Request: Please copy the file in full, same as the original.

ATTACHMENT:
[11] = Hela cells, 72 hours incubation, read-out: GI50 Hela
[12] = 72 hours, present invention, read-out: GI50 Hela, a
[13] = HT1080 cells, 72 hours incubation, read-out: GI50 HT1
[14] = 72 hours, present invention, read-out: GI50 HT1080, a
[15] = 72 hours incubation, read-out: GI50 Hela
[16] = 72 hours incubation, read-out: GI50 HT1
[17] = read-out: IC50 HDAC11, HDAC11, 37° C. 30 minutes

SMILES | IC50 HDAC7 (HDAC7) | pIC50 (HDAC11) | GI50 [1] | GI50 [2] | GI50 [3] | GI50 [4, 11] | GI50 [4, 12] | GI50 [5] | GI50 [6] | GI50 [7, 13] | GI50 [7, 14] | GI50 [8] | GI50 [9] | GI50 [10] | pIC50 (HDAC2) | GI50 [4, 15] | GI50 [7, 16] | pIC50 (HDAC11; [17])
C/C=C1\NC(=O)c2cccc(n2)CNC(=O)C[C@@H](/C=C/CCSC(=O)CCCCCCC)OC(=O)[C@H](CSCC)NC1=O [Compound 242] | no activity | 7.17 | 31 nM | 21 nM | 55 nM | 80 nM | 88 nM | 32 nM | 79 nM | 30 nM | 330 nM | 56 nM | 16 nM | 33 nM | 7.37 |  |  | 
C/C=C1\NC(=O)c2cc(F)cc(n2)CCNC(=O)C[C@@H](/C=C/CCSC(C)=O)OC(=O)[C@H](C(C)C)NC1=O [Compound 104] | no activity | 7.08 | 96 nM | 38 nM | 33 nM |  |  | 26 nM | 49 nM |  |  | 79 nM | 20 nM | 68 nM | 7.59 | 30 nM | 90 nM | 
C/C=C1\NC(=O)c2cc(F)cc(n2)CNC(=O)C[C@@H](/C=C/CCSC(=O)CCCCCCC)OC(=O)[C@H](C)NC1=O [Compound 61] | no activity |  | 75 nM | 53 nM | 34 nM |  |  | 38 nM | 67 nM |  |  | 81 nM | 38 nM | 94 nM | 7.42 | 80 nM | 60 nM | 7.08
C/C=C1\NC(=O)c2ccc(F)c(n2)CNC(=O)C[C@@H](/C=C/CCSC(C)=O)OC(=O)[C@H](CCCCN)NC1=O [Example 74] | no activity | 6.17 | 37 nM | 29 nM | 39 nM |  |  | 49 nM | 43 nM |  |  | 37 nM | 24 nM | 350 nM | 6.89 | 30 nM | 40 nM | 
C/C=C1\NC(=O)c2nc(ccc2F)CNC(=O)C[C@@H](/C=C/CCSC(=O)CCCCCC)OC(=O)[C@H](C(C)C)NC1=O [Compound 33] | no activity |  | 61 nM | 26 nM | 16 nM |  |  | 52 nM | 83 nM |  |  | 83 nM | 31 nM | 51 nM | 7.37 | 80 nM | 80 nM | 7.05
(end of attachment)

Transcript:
[11] = Hela cells, 72 hours incubation, read-out: GI50 Hela
[12] = 72 hours, present invention, read-out: GI50 Hela, a
[13] = HT1080 cells, 72 hours incubation, read-out: GI50 HT1
[14] = 72 hours, present invention, read-out: GI50 HT1080, a
[15] = 72 hours incubation, read-out: GI50 Hela
[16] = 72 hours incubation, read-out: GI50 HT1
[17] = read-out: IC50 HDAC11, HDAC11, 37° C. 30 minutes

SMILES | IC50 HDAC7 (HDAC7) | pIC50 (HDAC11) | GI50 [1] | GI50 [2] | GI50 [3] | GI50 [4, 11] | GI50 [4, 12] | GI50 [5] | GI50 [6] | GI50 [7, 13] | GI50 [7, 14] | GI50 [8] | GI50 [9] | GI50 [10] | pIC50 (HDAC2) | GI50 [4, 15] | GI50 [7, 16] | pIC50 (HDAC11; [17])
C/C=C1\NC(=O)c2cccc(n2)CNC(=O)C[C@@H](/C=C/CCSC(=O)CCCCCCC)OC(=O)[C@H](CSCC)NC1=O [Compound 242] | no activity | 7.17 | 31 nM | 21 nM | 55 nM | 80 nM | 88 nM | 32 nM | 79 nM | 30 nM | 330 nM | 56 nM | 16 nM | 33 nM | 7.37 |  |  | 
C/C=C1\NC(=O)c2cc(F)cc(n2)CCNC(=O)C[C@@H](/C=C/CCSC(C)=O)OC(=O)[C@H](C(C)C)NC1=O [Compound 104] | no activity | 7.08 | 96 nM | 38 nM | 33 nM |  |  | 26 nM | 49 nM |  |  | 79 nM | 20 nM | 68 nM | 7.59 | 30 nM | 90 nM | 
C/C=C1\NC(=O)c2cc(F)cc(n2)CNC(=O)C[C@@H](/C=C/CCSC(=O)CCCCCCC)OC(=O)[C@H](C)NC1=O [Compound 61] | no activity |  | 75 nM | 53 nM | 34 nM |  |  | 38 nM | 67 nM |  |  | 81 nM | 38 nM | 94 nM | 7.42 | 80 nM | 60 nM | 7.08
C/C=C1\NC(=O)c2ccc(F)c(n2)CNC(=O)C[C@@H](/C=C/CCSC(C)=O)OC(=O)[C@H](CCCCN)NC1=O [Example 74] | no activity | 6.17 | 37 nM | 29 nM | 39 nM |  |  | 49 nM | 43 nM |  |  | 37 nM | 24 nM | 350 nM | 6.89 | 30 nM | 40 nM | 
C/C=C1\NC(=O)c2nc(ccc2F)CNC(=O)C[C@@H](/C=C/CCSC(=O)CCCCCC)OC(=O)[C@H](C(C)C)NC1=O [Compound 33] | no activity |  | 61 nM | 26 nM | 16 nM |  |  | 52 nM | 83 nM |  |  | 83 nM | 31 nM | 51 nM | 7.37 | 80 nM | 80 nM | 7.05